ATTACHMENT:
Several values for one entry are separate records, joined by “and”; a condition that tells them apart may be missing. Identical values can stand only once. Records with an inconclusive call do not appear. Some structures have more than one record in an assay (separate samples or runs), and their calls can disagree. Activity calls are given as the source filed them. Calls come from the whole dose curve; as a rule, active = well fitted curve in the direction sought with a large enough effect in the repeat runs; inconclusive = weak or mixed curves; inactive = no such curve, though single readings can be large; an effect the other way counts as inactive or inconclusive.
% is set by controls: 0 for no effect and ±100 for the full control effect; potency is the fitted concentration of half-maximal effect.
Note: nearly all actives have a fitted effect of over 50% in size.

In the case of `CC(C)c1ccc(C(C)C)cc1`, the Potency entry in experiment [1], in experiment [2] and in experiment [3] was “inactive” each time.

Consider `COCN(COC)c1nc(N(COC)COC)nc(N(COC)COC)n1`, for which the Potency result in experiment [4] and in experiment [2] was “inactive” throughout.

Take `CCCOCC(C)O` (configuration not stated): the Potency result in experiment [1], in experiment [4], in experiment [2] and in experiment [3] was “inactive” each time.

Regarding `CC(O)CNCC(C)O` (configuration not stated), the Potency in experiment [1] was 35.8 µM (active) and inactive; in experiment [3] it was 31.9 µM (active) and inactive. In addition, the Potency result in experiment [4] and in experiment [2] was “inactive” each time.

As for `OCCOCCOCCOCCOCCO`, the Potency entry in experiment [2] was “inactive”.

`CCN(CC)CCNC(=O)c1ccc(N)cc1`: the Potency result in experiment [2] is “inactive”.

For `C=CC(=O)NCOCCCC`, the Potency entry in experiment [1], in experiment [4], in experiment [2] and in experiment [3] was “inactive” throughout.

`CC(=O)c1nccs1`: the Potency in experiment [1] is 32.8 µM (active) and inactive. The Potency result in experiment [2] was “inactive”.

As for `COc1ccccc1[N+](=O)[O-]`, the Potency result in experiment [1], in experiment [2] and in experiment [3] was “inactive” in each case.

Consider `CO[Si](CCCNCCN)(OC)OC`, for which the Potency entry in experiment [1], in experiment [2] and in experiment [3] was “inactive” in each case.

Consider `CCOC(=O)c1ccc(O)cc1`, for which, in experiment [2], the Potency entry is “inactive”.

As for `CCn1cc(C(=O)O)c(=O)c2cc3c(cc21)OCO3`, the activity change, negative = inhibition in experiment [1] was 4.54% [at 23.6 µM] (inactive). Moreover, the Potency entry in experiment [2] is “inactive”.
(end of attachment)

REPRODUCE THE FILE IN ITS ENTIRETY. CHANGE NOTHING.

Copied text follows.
Several values for one entry are separate records, joined by “and”; a condition that tells them apart may be missing. Identical values can stand only once. Records with an inconclusive call do not appear. Some structures have more than one record in an assay (separate samples or runs), and their calls can disagree. Activity calls are given as the source filed them. Calls come from the whole dose curve; as a rule, active = well fitted curve in the direction sought with a large enough effect in the repeat runs; inconclusive = weak or mixed curves; inactive = no such curve, though single readings can be large; an effect the other way counts as inactive or inconclusive.
% is set by controls: 0 for no effect and ±100 for the full control effect; potency is the fitted concentration of half-maximal effect.
Note: nearly all actives have a fitted effect of over 50% in size.

In the case of `CC(C)c1ccc(C(C)C)cc1`, the Potency entry in experiment [1], in experiment [2] and in experiment [3] was “inactive” each time.

Consider `COCN(COC)c1nc(N(COC)COC)nc(N(COC)COC)n1`, for which the Potency result in experiment [4] and in experiment [2] was “inactive” throughout.

Take `CCCOCC(C)O` (configuration not stated): the Potency result in experiment [1], in experiment [4], in experiment [2] and in experiment [3] was “inactive” each time.

Regarding `CC(O)CNCC(C)O` (configuration not stated), the Potency in experiment [1] was 35.8 µM (active) and inactive; in experiment [3] it was 31.9 µM (active) and inactive. In addition, the Potency result in experiment [4] and in experiment [2] was “inactive” each time.

As for `OCCOCCOCCOCCOCCO`, the Potency entry in experiment [2] was “inactive”.

`CCN(CC)CCNC(=O)c1ccc(N)cc1`: the Potency result in experiment [2] is “inactive”.

For `C=CC(=O)NCOCCCC`, the Potency entry in experiment [1], in experiment [4], in experiment [2] and in experiment [3] was “inactive” throughout.

`CC(=O)c1nccs1`: the Potency in experiment [1] is 32.8 µM (active) and inactive. The Potency result in experiment [2] was “inactive”.

As for `COc1ccccc1[N+](=O)[O-]`, the Potency result in experiment [1], in experiment [2] and in experiment [3] was “inactive” in each case.

Consider `CO[Si](CCCNCCN)(OC)OC`, for which the Potency entry in experiment [1], in experiment [2] and in experiment [3] was “inactive” in each case.

Consider `CCOC(=O)c1ccc(O)cc1`, for which, in experiment [2], the Potency entry is “inactive”.

As for `CCn1cc(C(=O)O)c(=O)c2cc3c(cc21)OCO3`, the activity change, negative = inhibition in experiment [1] was 4.54% [at 23.6 µM] (inactive). Moreover, the Potency entry in experiment [2] is “inactive”.